Gossamer, meaning a filmy substance spun by spiders, is an appropriate title for an album with a sound that aurally manifests the silky, smooth feel of such a material. Keeping the same succinct album naming methods, Gossamer is the long-awaited follow-up to 2009’s Manners, a project that was initially started as a Valentine’s Day present for lead singer Michael Angelakos’ girlfriend, which would become their debut EP, Chunk of Change.
Although Gossamer finds Passion Pit teaming up once again with producer Chris Zane, the overtones of effervescent electropop are noticeably lacking in comparison to Manners. This much is evident in the first track and single, “Take A Walk,” a jaunty song that finds Angelakos talking in the past tense (as in “took a walk”) rather than the present. The single features lyrics that alternate simultaneously between talk of family and immigration, specifically, “Once I was outside Penn Station/Selling red and white carnations/We were still alone, my wife and I/Before we married, saved my money/Brought my dear wife over/Now I want to bring my family stateside.” Originating from Boston, I suppose both of these subjects are appropriate to Passion Pit’s lyrical content.
The second track and single, “I’ll Be Alright,” bears the closest resemblance to the sound of Manners. Posing the question, “Can you remember having any fun? ‘Cause when it’s all said and done/I always believed we were/But now I’m not so sure.” The reflection on a failed relationship that no longer holds the shiny appeal it used to is illustrated in Angelakos’ urging, “You should go if you want to/Yeah, go if you want to/I’ll be alright.” In spite of the melancholic theme, Passion Pit lends the song an upbeat tempo as only Passion Pit can.
“Carried Away” opens with a beat that would invoke jealousy from the likes of Thomas Dolby and Marc Almond, oozing the melodious new wave tinge of the 80s with no holds barred. Much in the same way that “Take A Walk” does, “I’ll Be Alright” pairs a contrasting tempo with the nature of the lyrics Angelakos sings: “I don’t really know you and I don’t really want to/But I think I can fake it if you can/I get carried away/Carried away from you.” Prone to the vaguely sardonic, “Carried Away” possesses a melody that would make you think Angelakos was waxing on about the deliciousness of soft serve ice cream. The mood switches from lively to ethereal (almost trip hop-like) on the album’s third single, “Constant Conversations.” As the song begins, the vocals showcase a love of self-deprecation with the epiphany, “I’m drunker than before they told me drinking doesn’t make me nice.” This lyric sets the tone for the story of a man who always seems to find himself talking to the object of his affection in a state of drunkenness. But, really, if you’re an intelligent person, you can know no other way of existing.
“Mirrored Sea” picks up the pace of the album again with its otherworldly vibe, using the concept of a mirrored sea as a metaphor for unwanted remembrances: “Mirrored sea/Your waves they’re haunting me/They’re all I see/Oh let me be, you mirrored sea.” In a strange way, it sounds like the doppelganger to “Moth’s Wings.” “Cry Like A Ghost” fittingly bears backing music that sounds like it could be played in a haunted house and continues the overlying theme of blaming alcohol on one’s stupidity with the admission, “And yes, I drank all those drinks on my own/My life’s become some blurry little quest.” The song then segues into a discussion about a girl named Sylvia, haunted by her past (being haunted is another significant motif on Gossamer) as Angelakos notes, “Sylvia, no one’s gonna tell you when enough’s enough.”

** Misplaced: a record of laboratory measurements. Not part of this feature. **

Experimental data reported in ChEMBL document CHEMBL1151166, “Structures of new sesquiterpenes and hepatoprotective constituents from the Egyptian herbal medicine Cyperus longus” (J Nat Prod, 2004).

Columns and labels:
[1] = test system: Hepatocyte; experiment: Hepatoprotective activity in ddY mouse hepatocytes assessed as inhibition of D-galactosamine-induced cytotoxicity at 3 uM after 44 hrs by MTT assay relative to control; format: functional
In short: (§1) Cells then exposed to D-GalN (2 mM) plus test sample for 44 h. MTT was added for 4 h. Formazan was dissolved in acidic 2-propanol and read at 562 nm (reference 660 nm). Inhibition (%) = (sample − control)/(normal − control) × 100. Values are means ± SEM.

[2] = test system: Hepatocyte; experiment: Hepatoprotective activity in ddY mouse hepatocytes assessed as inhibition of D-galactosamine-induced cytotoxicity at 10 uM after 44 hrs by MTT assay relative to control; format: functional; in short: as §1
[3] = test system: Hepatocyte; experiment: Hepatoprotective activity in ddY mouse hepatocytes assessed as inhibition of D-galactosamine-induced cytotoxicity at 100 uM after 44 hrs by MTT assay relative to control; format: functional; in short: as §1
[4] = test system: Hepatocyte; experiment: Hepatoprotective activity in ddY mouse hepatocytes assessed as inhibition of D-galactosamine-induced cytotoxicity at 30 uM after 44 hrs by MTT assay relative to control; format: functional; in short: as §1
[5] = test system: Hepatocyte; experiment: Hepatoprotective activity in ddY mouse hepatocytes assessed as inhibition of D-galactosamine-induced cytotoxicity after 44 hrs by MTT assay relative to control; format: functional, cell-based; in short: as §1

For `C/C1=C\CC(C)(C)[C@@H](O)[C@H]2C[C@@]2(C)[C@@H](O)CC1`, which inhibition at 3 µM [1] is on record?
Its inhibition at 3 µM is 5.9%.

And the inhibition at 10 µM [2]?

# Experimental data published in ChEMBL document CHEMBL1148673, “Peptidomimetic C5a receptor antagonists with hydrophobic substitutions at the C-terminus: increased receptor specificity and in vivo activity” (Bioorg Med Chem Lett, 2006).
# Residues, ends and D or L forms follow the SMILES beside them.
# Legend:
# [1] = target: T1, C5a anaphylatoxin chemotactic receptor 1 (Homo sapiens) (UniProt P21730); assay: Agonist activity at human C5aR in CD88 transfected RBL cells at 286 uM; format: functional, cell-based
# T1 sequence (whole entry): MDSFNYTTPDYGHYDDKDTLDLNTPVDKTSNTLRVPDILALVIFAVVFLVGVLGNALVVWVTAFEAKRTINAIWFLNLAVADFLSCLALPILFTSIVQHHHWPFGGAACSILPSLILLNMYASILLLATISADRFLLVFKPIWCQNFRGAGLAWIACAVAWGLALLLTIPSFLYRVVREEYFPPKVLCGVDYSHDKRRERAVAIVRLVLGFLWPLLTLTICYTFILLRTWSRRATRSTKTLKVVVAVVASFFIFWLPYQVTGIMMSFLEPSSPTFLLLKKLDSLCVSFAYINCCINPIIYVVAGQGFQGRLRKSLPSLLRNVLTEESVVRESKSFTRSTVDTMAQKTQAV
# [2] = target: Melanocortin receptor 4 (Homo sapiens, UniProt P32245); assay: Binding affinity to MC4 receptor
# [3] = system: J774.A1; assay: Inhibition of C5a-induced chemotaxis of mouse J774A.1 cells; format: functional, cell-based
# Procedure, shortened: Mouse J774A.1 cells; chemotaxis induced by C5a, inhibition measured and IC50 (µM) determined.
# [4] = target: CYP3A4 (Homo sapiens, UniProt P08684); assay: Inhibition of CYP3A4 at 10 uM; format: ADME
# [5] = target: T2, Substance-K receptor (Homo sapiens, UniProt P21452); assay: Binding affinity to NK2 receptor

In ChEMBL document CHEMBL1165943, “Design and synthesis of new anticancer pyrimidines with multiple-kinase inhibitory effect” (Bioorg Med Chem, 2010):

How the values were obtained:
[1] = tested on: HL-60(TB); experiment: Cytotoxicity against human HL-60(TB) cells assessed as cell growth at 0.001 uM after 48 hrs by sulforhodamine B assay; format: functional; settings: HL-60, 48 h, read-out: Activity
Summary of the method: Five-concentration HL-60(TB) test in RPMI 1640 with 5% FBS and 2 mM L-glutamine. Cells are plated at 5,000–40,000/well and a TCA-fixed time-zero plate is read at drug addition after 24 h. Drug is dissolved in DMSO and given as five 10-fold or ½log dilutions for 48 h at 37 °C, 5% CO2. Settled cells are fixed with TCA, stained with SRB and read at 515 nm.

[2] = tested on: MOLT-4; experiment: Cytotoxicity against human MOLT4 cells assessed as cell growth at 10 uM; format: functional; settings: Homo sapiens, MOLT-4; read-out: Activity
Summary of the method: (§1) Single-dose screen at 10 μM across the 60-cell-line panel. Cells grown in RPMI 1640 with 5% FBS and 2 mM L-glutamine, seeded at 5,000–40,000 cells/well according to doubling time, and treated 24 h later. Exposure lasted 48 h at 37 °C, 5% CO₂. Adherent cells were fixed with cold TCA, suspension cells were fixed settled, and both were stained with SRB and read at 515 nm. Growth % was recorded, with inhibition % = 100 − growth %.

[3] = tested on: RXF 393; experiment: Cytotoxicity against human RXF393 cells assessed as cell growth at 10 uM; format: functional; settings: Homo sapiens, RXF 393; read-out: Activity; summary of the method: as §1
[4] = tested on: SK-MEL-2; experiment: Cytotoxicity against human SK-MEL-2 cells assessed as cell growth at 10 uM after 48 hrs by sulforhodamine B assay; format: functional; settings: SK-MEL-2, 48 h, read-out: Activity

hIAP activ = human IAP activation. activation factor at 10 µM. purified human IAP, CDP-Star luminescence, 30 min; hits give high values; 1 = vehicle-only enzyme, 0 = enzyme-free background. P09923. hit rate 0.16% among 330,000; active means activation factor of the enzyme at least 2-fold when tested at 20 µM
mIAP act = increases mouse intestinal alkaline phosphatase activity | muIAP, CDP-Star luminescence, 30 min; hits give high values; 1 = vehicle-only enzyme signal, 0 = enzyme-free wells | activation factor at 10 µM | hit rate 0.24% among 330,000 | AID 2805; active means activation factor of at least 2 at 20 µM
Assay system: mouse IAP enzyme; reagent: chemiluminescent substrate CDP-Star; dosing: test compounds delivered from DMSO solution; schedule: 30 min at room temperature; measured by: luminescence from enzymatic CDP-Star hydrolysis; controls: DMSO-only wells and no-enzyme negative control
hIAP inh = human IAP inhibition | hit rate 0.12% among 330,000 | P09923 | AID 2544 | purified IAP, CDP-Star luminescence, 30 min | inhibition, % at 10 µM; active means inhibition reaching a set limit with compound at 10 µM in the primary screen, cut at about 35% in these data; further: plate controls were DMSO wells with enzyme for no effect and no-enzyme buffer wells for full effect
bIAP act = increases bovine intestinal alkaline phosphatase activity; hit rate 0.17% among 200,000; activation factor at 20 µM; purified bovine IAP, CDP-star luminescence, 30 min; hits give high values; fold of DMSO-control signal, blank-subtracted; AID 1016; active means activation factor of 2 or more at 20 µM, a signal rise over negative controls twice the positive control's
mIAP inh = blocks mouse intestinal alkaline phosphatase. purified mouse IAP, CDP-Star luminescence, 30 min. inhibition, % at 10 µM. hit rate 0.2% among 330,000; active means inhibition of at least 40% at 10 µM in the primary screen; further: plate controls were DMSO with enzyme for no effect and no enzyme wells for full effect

“On My Way” explores another common subject on Gossamer: Blame. Cautioning, “Don’t once think this madness is my fault alone,” “On My Way” is one of the most overtly sentimental tracks on the album—without using the guise of a sprightly musical accompaniment. “Hideaway” commences with a scratchy, far-off sounding tone that transitions into something that closely reflects a more upbeat version of “Swimming in the Flood.” The assurance, “Hideaway/Someday everything will be okay” is one of the most exuberant and hopeful messages present on Gossamer.
“Two Veils to Cover My Face” is, incidentally the best interlude on an album since Rihanna’s “Birthday Cake.” With the soft, soothing voice of Angelakos crooning, “ Let the wind sing us our love songs,” among other sweet nothings, you are then rapidly ear raped by the swift shift to the frenetic opening of “Love is Greed,” a song that confirms, “Love has always been a mockery.”
The second to last song, “It’s Not My Fault, I’m Happy,” bears one of the most overtly uplifting musical auras on Gossamer. “It’s not fair/Still I’m the only one who seems to care” expresses the subtly ironical tenor of the track. Capping off the album with “Where We Belong,” Passion Pit makes an unwitting statement about their own place within the ranks of the music industry, inquiring, “Who says you ought to stay? How’s this the easier way?” Regardless of the subconscious implications of those questions, it seems likely that Passion Pit has plenty more to offer in the future.
While Gossamer may lack the same energetic of songs that were in full effect on their debut, namely “Little Secrets” and “Sleepyhead,” it still exhibits marked signs of maturity, while managing to maintain the band’s playful air.